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Critics’ Choice: Billboard’s Best Music Albums for 2016

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What a year it has been for musicians around the globe who dished out chart-topping albums, commercial blockbusters and critical favorites, the kind that even haters can help falling in love with.

Here’s Billboard’s Top 50 Albums of 2016

50. Rae Sremmurd, ‘Sremmlife 2’

49. The Goon Sax, ‘Up to Anything’

46. Noname, ‘Telefone’
45. Sturgill Simpson, ‘A Sailor’s Guide to Earth’

43. iLe, iLevitable
42. Flume, ‘Skin’
41. White Lung, ‘Paradise’

39. Drive-By Truckers, ‘American Band’

38. Young Thug, ‘Jeffery’

32. Lady Gaga, ‘Joanne’
30. Kevin Gates, ‘Islah’

26. Kaytranada, ‘99.9%’

25. Paul Simon, ‘Stranger to Stranger’

24. J Balvin, ‘Energia’

23. Various Artists, ‘The Hamilton Mixtape’

22. Ariana Grande, ‘Dangerous Woman’

21. The Weeknd, ‘Starboy’

20. Sia, ‘This Is Acting’

19. Gallant, ‘Ology’

18. Leonard Cohen, ‘You Want it Darker’

17. Drake, ‘Views’

16. ANOHNI, ‘Hopelessness’

15. Mitski, ‘Puberty 2’

14. Miranda Lambert, ‘The Weight of These Wings’

13. Kendrick Lamar, ‘untitled unmastered.’

12. Radiohead, ‘A Moon Shaped Pool’

11. Rihanna, ‘Anti’

10. Anderson .Paak, ‘Malibu’z

9. Maren Morris, ‘HERO’

The 1975, ‘I like it when you sleep, for you are so beautiful yet so unaware of it’

7. Solange, ‘A Seat at the Table’

6. A Tribe Called Quest, ‘We Got It From Here… Thank You 4 Your Service’

5. Frank Ocean, ‘Blond’

4. David Bowie, ‘Blackstar’

3. Chance the Rapper, ‘Coloring Book’

 2. Kanye West, ‘The Life of Pablo’

Sprawling, ambitious and never truly finished, The Life of Pablo was easily the most divisive album of the year. In an hour-long microcosm of Kanye’s own life and times, there are moments of pure brilliance (“Ultralight Beam”), gorgeous meditation (“Waves,” “Wolves”), anxious soul-searching (“30 Hours”), earnest introspection (“Real Friends”), uncanny pop prescience (the “Panda”-interpolating “Pt. 2”), irreverent humor (“I Love Kanye”) and cringe-worthy lyricism (the opening of “Father Stretch My Hands Pt. 1”). And then there’s “Famous,” which somehow manages to combine all of those elements into one three-minute reflection on the bizarre realities of life in the public eye, over possibly the best collection of samples released this year — and which still manages to shoot itself in the foot with a vulgar, better-left-unsaid Taylor Swift reference.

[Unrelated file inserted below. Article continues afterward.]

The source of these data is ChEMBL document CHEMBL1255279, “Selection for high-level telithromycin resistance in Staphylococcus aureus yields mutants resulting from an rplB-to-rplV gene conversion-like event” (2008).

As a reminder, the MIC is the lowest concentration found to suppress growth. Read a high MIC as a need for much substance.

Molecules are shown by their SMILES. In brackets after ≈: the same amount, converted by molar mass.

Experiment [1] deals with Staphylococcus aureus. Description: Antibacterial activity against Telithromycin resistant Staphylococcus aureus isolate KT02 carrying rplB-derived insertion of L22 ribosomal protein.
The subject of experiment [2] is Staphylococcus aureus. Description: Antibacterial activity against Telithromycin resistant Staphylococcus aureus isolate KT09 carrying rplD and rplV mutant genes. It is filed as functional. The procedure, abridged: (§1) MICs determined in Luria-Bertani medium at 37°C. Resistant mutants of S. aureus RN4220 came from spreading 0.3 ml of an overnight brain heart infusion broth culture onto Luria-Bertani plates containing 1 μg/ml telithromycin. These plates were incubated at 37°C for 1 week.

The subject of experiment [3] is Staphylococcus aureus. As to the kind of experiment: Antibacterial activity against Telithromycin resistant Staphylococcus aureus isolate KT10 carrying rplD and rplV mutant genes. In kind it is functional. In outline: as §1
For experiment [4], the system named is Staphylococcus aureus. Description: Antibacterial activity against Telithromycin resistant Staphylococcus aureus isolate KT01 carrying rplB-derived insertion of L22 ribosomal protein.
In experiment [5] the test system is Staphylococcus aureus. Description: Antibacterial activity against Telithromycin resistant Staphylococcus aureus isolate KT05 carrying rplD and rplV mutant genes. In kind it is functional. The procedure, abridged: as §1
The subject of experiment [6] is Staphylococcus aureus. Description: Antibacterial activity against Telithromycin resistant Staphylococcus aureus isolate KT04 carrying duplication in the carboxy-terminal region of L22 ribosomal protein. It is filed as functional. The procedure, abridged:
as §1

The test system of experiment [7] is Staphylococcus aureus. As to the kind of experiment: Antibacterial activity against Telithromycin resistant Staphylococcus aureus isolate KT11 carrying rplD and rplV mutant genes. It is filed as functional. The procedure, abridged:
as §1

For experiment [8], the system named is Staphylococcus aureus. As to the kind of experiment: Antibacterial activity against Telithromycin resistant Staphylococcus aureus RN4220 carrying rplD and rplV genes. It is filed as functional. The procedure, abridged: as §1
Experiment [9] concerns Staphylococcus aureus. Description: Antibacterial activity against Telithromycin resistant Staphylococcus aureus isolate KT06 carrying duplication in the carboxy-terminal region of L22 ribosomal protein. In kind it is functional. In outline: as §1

Pablo is not Kanye’s best album, but it might be his most Kanye album, saddled as it is with both manic genius and boundary-defying risk. He annoys with his casual misogyny and outsized ego, and he’s certainly lost fans over the course of a year in which he was never far from the headlines, whether that came from presiding over perhaps the most confusing album rollout of all time, stoking the fires of his increasingly bizarre beef with Swift, or aligning himself with Donald Trump. But like West, Pablo remains alluring, bold and uncompromising, serving as both a telescope into the faraway reaches of its conflicted creator’s mind and a reminder that there is no light in the world without the balance of an uncomfortable darkness. — D.R.

Beyonce stopped the world for (at least) a second time when she dropped her sixth studio album, and the year’s most soul-baring effort, with her visual album Lemonade. The stunning musical and cinematic work debuted as an hour-long film in April on HBO, capturing the essence of being a strong Black woman in America. Unfolding in chapters with titles such as Denial, Apathy, Accountability and Forgiveness, and accompanied by poetry from poignant scribe Warsan Shire, Lemonade flipped the scorned woman-narrative into a tale of triumph — even while dropping in the midst of infidelity rumors between Bey and husband Jay Z.
The first inkling of Lemonade came a day before Yonce’s Super Bowl performance with “Formation,” a black fist-pump in the air that pissed off FOX News and the Miami police but inspired many. The full Lemonadeexpanded on its riotous introductory blast with the resilient Just Blaze-produced anthem “Freedom,” the viral deuces-up jam “Sorry,” and the no-shame call-out “Hold Up” — while chilling opener “Pray You Catch Me” and make-up ballad “Sandcastles” served as emotional highs and lows. But Beyonce doesn’t commit to one genre or vision on the album, which marked her sixth million-seller: She also flaunts her Houston roots in the twangy, country-infused “Daddy Lessons,” and even earned a Best Rock Performance Grammy nod for the Jack White-blessed, Led Zeppelin-s2. Kanye West, ‘The Life of Pablo’ampling “Don’t Hurt Yourself.”
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